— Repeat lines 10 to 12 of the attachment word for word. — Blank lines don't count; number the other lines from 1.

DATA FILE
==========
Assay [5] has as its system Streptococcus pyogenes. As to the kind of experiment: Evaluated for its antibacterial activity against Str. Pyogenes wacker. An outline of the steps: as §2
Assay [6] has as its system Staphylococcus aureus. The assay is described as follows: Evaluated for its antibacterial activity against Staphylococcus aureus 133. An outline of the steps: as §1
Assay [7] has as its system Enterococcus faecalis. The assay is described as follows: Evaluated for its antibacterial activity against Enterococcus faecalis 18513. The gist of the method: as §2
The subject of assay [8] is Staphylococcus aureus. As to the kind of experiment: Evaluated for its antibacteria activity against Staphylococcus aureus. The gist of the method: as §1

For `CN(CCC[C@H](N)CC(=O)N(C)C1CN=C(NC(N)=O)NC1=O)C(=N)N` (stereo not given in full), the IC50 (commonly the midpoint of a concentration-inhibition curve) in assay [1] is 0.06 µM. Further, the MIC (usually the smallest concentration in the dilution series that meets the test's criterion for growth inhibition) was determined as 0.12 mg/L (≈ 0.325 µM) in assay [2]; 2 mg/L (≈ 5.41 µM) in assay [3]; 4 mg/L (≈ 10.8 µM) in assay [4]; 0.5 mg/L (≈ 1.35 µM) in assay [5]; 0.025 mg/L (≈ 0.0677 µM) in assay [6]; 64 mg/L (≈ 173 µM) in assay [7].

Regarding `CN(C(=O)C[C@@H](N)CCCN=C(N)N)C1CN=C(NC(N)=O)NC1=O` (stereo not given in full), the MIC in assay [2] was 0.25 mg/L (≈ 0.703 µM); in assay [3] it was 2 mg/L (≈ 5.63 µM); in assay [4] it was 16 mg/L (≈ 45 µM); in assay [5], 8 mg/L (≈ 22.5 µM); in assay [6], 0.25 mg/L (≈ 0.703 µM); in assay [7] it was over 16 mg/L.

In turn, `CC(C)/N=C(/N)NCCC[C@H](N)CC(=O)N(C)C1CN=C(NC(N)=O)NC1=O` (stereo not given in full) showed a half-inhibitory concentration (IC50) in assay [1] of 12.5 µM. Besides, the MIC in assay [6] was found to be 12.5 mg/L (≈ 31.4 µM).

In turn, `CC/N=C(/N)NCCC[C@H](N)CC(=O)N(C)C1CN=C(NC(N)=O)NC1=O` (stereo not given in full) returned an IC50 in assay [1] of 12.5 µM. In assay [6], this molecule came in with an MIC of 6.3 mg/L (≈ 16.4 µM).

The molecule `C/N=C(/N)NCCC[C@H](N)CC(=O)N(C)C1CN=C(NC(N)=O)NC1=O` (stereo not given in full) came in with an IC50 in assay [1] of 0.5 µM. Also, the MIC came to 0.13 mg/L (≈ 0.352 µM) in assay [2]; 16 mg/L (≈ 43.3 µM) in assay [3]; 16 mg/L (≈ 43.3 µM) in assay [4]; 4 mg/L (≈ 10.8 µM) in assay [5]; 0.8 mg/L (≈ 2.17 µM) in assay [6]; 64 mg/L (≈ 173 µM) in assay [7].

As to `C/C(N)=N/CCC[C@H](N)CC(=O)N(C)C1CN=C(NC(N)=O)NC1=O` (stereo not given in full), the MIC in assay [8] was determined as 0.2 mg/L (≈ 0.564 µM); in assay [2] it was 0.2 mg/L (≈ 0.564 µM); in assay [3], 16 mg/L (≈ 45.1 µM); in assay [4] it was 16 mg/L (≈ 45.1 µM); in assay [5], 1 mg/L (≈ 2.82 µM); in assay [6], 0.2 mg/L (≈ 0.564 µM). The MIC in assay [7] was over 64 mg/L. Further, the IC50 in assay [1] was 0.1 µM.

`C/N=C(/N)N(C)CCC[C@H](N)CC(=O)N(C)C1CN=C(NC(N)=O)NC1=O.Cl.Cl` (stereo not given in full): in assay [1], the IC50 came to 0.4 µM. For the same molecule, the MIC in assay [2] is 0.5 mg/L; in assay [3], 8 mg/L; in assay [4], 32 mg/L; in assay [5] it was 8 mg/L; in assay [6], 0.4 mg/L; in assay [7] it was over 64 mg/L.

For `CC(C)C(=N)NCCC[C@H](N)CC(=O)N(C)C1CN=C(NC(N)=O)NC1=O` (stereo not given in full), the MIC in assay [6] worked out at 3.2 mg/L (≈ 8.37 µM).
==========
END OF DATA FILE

As to `C/C(N)=N/CCC[C@H](N)CC(=O)N(C)C1CN=C(NC(N)=O)NC1=O` (stereo not given in full), the MIC in assay [8] was determined as 0.2 mg/L (≈ 0.564 µM); in assay [2] it was 0.2 mg/L (≈ 0.564 µM); in assay [3], 16 mg/L (≈ 45.1 µM); in assay [4] it was 16 mg/L (≈ 45.1 µM); in assay [5], 1 mg/L (≈ 2.82 µM); in assay [6], 0.2 mg/L (≈ 0.564 µM). The MIC in assay [7] was over 64 mg/L. Further, the IC50 in assay [1] was 0.1 µM.

`C/N=C(/N)N(C)CCC[C@H](N)CC(=O)N(C)C1CN=C(NC(N)=O)NC1=O.Cl.Cl` (stereo not given in full): in assay [1], the IC50 came to 0.4 µM. For the same molecule, the MIC in assay [2] is 0.5 mg/L; in assay [3], 8 mg/L; in assay [4], 32 mg/L; in assay [5] it was 8 mg/L; in assay [6], 0.4 mg/L; in assay [7] it was over 64 mg/L.

For `CC(C)C(=N)NCCC[C@H](N)CC(=O)N(C)C1CN=C(NC(N)=O)NC1=O` (stereo not given in full), the MIC in assay [6] worked out at 3.2 mg/L (≈ 8.37 µM).